Methods
Sixteen rural and urban villages were randomly selected in a stratified multistage cluster sampling. Individuals aged 15 years and older were screened by symptom inquiry for PTB. Those individuals who were symptomatic of PTB provided two sputum samples for smear microscopy, culture and molecular typing.
Results
The study covering 4,765 households screened a total of 12,175 individuals aged 15 years and above. The overall weighted prevalence of bacteriologically confirmed PTB in the Tigray region of Ethiopia was found to be 216/100,000 (95% CI: 202.08, 230.76) while the weighted prevalence of smear-positive PTB was 169/100,000 (95% CI: 155.53, 181.60). The prevalence of bacteriologically confirmed TB was higher amongst males (352/100 000; 95% CI: 339.05, 364.52) than females (162/100 000; 95% CI: 153.60, 171.17) and among rural (222/100,000; 95% CI: 212.77-231.53) as compared to urban residents (193/100,000; 95% CI: 183.39-203.59).
Conclusions
This study found a relatively higher prevalence smear-positive PTB in the region than in a same period nationwide survey and identified a significant number of undetected PTB cases. The urgency for improved TB case detection and intensified community awareness is emphasized.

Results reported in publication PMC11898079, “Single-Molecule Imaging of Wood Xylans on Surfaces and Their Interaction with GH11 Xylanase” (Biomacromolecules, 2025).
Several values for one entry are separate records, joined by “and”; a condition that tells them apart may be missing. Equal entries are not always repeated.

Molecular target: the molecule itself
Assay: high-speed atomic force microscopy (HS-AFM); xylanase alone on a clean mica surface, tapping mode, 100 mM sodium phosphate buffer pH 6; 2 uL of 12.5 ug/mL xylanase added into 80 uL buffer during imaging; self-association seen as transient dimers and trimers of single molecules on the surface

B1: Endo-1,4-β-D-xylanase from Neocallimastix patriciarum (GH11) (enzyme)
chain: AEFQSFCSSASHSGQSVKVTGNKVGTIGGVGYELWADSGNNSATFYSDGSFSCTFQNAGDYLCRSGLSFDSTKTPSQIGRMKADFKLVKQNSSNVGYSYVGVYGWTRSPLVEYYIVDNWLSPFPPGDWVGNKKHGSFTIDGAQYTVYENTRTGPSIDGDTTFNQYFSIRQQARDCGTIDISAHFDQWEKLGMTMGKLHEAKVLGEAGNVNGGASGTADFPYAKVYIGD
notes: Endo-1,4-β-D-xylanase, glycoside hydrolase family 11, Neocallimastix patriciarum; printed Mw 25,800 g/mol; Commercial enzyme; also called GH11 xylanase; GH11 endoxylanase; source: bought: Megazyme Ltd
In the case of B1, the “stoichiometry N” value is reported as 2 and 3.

doi:10.1186/1471-2334-13-448
PMCID: PMC3849763  PMID: 24073793
Bacteriologically confirmed; Cross-sectional; Pulmonary tuberculosis; Tigray region; Ethiopia
3.  Mycobacterial Lineages Causing Pulmonary and Extrapulmonary Tuberculosis, Ethiopia 
Emerging Infectious Diseases  2013;19(3):460-463.
Molecular typing of 964 specimens from patients in Ethiopia with lymph node or pulmonary tuberculosis showed a similar distribution of Mycobacterium tuberculosis strains between the 2 disease manifestations and a minimal role for M. bovis. We report a novel phylogenetic lineage of M. tuberculosis strongly associated with the Horn of Africa.
doi:10.3201/eid1903.120256
PMCID: PMC3647644  PMID: 23622814
Tuberculosis and other mycobacteria; tuberculosis; Mycobacterium tuberculosis; Mycobacterium bovis; bacteria; bovine; pulmonary tuberculosis; extrapulmonary tuberculosis; TB lymphadenitis; cervical lymph nodes; lymph nodes; lineage; zoonoses; zoonotic transmission; Ethiopia
4.  High Prevalence of Bovine Tuberculosis in Dairy Cattle in Central Ethiopia: Implications for the Dairy Industry and Public Health 
PLoS ONE  2012;7(12):e52851.
Background